Unfortunately, security and fraud concerns are a big barrier to banks in enabling more powerful use cases for chatbots, such as transferring funds, creating new payees or making investment decisions. However, these concerns can be addressed by better design and integration with verification and security systems (see below).
Map out the whole process
Before any implementation, it’s important to have your business processes mapped end to end. Define your use case and intents in such a way that they are mutually exclusive and collectively exhaustive. This will increase the ability of the chatbot to truly integrate with other systems and provide more holistic and effective service. This includes integration with the bank’s existing security and verification tools, data, and regulatory control systems.
A frustration for users is that current chatbots are limited in their functionality and must hand off to human support staff for any real business transaction. If this can be designed into the chatbot at the start, it will increase the chance that it will be well received and used by customers.
Open APIs improve function and quality
Open source and open application programming interfaces (APIs) are a crucial part of good chatbot design. APIs enable designers to access more cutting-edge technologies and functionalities that can be incorporated into the chatbot without having to design these in-house.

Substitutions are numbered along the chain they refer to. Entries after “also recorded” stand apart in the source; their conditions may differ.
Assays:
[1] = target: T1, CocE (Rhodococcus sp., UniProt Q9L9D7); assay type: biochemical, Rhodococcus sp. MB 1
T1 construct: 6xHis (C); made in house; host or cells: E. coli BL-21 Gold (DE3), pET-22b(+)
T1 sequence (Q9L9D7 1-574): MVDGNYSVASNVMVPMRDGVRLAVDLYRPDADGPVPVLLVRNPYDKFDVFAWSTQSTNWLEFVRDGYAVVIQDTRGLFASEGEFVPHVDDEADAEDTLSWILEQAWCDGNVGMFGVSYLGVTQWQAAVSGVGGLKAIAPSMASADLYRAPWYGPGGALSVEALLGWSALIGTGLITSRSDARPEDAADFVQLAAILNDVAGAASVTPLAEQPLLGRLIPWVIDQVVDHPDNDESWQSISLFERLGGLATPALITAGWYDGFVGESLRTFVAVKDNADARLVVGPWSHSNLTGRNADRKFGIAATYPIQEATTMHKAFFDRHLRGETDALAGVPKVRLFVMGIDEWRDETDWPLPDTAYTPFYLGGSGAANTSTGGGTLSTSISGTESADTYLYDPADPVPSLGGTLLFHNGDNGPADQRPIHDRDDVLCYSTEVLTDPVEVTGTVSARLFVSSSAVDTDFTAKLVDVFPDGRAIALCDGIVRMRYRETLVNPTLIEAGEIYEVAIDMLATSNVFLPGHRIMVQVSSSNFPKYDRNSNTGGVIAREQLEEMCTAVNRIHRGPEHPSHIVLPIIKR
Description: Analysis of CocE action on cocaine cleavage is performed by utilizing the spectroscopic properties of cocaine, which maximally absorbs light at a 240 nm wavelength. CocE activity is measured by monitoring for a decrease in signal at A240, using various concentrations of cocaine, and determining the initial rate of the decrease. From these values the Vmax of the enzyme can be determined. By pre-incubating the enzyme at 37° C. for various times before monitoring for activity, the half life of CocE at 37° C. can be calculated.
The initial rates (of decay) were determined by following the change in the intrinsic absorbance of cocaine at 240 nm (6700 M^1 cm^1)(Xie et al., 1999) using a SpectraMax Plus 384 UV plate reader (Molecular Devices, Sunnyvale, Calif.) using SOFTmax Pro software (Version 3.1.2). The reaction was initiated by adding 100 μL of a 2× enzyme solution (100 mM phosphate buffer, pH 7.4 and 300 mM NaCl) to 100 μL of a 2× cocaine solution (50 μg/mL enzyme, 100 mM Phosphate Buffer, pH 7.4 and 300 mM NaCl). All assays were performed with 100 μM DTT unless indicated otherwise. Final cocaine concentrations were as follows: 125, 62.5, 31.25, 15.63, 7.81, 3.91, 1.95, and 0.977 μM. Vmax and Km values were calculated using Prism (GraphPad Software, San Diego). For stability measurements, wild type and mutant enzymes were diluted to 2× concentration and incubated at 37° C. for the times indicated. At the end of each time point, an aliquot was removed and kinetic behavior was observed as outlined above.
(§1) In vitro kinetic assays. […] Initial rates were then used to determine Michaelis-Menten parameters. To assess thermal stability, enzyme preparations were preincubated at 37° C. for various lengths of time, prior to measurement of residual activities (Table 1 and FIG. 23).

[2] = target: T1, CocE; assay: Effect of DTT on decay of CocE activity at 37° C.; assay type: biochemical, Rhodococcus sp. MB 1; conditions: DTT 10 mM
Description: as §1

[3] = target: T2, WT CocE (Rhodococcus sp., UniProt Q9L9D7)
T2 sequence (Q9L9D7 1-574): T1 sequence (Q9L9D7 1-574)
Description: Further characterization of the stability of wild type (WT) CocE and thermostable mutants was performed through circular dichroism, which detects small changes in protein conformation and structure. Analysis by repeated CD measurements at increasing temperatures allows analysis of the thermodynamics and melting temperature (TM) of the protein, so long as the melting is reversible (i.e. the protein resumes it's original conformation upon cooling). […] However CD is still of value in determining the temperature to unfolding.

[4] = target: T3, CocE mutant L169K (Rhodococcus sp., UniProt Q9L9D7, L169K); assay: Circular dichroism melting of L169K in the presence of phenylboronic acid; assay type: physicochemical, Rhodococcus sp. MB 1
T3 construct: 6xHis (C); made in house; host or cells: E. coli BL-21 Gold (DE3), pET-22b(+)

For instance, APIs allow chatbots to speak to humans using natural language processing, which gives a warm touch to a conversation. Information from external parties can also be gathered to form a knowledge base that can be accessed by the bot using APIs. Integration with external anti-money laundering, identity verification and voice identification technologies is also crucial in order for a bank to meet its security and regulatory needs.
Make the conversation better
It’s important to invest as much as possible in making chatbots more human. They must have access to enough information and the right systems (see above) as well as be empathetic and understand cultural nuances, such as sarcasm and humor.
A paper by Stanford University and Facebook says that a good conversation requires a balance between simplicity and detail, staying on topic and changing it, asking questions and answering them. They defined specific attributes that make a good conversation.18
Figure 2: Attributes that make a good conversation
Source: Cornell University19